29. What is a food you’re sick of?
  30. What is a type of weather you’re sick of?
Mixing Polish Cases (Past Tenses)

Ready for a challenge? (Remember: you can use all of these Polish case exercises as writing prompts too!)

  1. What were the last 3 trips you went on? Where did you go, and what transportation did you take?
  2. What were the previous jobs you had? What was your title, and how did you commute to work?
  3. What was the worst pizza you ever ate, and what toppings were on it?
  4. What was the last series you watched, and how can you describe all of the characters in it?
  5. What were you interested in as a child?
  6. When you were a child, what did you want to be when you grew up?
  7. What is something you used to own a lot of?
  8. What were the last 3 things you bought?
Mixing Polish Cases (Future Tenses)

These questions will take place in a hypothetical future, so don’t worry about giving real answers–just practicing Polish cases!

  1. asdfasdfasdf

Want more Polish speaking prompts?

Check out our lists of conversation menus!

400+ language exchange conversation topics
Vocabulary building langauge exchange topics

5. Locative Case

Additional Locative Case Listening & Help

Locative Case Translation Practice

6. Dative Case

Additional Dative Case Listening & Help

Dative Case Translation Practice

7. Vocative Case

Additional Vocative Case Listening & Help

Vocative Case Translation Practice

BONUS:
Tips, Help, Resources for Polish Cases

Finally, here is a dump of all the additional Polish cases resources I’ve made or recommend once you’ve finished this tutorial!

Mixing ALL Polish Cases

Share these questions with your tutor and get corrections as you practice your cases!

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Workbooks with Polish Case Practice
  1. Krok Po Kroku – This is by far my favorite resource for structured, solo Polish studies. It has some good Polish case practice and drills, and a lot of the exercises in this tutorial were written as continuations of that series. Make sure you buy both the textbook and the workbook.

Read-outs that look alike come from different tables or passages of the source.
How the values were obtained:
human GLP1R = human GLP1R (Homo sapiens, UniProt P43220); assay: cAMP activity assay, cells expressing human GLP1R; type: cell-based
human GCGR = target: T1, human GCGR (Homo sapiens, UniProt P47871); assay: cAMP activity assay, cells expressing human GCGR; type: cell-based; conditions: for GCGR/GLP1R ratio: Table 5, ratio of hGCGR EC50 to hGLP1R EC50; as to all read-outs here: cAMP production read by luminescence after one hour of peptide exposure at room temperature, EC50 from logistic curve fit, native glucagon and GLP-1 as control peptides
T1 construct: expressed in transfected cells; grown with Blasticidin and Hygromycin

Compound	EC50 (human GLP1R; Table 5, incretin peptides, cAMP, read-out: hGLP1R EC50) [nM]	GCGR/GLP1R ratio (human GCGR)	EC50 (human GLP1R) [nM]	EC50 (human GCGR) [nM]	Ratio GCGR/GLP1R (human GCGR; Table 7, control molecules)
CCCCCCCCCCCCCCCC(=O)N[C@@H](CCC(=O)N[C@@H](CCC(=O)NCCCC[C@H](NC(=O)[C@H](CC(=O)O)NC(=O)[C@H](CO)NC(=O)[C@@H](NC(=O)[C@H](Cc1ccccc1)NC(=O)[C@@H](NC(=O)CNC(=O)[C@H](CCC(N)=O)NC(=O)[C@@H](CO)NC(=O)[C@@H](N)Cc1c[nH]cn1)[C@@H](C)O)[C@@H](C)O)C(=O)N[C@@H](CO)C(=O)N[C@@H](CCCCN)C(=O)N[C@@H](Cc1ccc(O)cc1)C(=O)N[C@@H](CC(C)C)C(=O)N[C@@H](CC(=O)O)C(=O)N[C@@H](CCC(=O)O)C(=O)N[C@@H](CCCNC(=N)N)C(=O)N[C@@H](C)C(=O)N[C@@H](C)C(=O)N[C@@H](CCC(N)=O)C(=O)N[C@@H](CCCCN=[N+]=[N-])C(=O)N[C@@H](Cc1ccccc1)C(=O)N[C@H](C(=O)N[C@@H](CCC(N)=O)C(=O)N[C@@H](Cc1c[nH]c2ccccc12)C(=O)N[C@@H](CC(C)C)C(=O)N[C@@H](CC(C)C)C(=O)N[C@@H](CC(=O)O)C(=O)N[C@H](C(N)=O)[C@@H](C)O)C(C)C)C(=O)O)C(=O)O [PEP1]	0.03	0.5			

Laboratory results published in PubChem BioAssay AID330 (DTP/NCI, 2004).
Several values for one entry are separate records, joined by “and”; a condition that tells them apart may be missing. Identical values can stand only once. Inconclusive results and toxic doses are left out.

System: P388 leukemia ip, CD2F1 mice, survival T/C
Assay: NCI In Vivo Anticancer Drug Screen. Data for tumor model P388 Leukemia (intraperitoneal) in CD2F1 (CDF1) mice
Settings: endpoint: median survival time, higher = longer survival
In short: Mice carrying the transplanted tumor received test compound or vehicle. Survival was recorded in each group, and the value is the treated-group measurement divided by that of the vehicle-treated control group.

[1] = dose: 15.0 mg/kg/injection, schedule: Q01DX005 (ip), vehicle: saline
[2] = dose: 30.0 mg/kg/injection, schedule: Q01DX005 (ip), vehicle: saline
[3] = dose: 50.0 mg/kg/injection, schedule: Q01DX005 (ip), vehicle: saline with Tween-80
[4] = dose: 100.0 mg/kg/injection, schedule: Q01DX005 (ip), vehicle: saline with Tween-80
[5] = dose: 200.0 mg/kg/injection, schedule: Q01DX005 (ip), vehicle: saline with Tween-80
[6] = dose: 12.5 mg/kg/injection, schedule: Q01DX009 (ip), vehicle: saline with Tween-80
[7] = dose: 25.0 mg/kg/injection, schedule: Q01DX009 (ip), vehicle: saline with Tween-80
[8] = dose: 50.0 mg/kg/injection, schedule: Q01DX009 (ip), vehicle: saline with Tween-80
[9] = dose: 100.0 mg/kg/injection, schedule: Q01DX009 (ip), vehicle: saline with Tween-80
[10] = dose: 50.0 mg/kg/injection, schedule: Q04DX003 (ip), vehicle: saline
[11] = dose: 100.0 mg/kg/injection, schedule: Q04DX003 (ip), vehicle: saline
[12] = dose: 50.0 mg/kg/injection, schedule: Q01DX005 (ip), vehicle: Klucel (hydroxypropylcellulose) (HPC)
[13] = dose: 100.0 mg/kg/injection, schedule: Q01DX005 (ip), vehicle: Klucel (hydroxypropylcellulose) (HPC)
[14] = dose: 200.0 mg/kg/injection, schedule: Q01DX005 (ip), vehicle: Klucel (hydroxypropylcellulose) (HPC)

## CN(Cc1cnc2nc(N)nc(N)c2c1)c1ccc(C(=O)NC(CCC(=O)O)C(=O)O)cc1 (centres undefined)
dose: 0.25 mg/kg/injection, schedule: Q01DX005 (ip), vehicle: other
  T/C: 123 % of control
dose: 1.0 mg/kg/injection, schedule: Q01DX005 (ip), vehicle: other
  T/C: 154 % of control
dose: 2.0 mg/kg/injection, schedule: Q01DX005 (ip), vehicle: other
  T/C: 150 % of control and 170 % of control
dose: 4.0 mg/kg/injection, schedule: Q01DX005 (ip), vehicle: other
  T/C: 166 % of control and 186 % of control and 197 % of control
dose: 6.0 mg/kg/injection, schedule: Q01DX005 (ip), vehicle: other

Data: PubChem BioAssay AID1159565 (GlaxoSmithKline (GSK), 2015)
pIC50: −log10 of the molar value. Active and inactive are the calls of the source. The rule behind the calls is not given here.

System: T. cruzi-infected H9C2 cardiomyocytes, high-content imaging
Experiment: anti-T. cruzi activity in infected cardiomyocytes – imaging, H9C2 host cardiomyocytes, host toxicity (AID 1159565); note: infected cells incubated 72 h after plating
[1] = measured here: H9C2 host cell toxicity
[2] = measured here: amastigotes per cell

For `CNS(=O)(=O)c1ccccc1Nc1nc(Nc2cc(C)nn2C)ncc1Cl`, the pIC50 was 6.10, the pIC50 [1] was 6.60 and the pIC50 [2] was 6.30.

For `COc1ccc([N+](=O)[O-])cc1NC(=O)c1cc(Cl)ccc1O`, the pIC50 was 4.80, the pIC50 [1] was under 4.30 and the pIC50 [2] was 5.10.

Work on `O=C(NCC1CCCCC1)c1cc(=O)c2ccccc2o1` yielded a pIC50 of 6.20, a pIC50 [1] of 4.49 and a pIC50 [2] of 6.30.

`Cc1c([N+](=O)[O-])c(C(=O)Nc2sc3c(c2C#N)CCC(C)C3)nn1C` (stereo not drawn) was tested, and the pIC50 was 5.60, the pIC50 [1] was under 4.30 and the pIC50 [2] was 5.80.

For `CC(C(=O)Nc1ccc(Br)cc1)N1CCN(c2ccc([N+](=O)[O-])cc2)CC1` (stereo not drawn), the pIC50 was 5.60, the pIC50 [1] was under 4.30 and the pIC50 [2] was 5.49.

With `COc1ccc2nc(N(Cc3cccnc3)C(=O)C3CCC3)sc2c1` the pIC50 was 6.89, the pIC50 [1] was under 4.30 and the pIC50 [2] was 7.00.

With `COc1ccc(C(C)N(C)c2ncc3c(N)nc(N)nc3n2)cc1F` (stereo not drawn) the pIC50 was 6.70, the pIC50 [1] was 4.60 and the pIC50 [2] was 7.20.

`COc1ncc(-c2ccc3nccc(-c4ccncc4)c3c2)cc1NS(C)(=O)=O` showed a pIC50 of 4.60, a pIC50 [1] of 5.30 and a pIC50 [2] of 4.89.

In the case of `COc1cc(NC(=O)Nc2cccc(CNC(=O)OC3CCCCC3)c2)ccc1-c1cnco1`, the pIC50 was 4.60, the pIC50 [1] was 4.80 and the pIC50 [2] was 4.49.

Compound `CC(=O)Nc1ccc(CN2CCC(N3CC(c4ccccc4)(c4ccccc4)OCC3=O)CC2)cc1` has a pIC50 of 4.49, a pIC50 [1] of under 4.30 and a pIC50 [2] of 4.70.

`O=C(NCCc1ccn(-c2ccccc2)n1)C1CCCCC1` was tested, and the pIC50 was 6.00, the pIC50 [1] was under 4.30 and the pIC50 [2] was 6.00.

2. Noun Declensions in the Polish Language –  This $10 Amazon book is good for getting the hang of soft/hard consonant sounds and exceptions. However, it’s extremely boring and won’t teach you actually how to use cases. (Which is why I sat down to create this tutorial. It’s what I wanted for myself!)

Use our speaking prompts for even more Polish practice

400+ language exchange conversation topics
Vocabulary building langauge exchange topics

Our lists for Polish Listening Practice

Polish Films and Series on Netflix and Amazon Prime

Polish Case Translation Exercises Answers

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Pinterest flag for the Polish cases master tutorial

Marissa Blaszko

Not only did I fail out of high school Spanish, but I also managed to forget my native language (Polish) in the process. After 10 years of establishing my career in the arts I decided to give language learning one last chance, and many years (and languages) later, I now help others online learn or relearn languages. I now speak English, Spanish, French, Catalan, Portuguese and am relearning Polish, my heritage language. I've also studied Italian, German, and other languages to low- or intermediate-levels for fun. If you want to relearn a language, I'd love to help!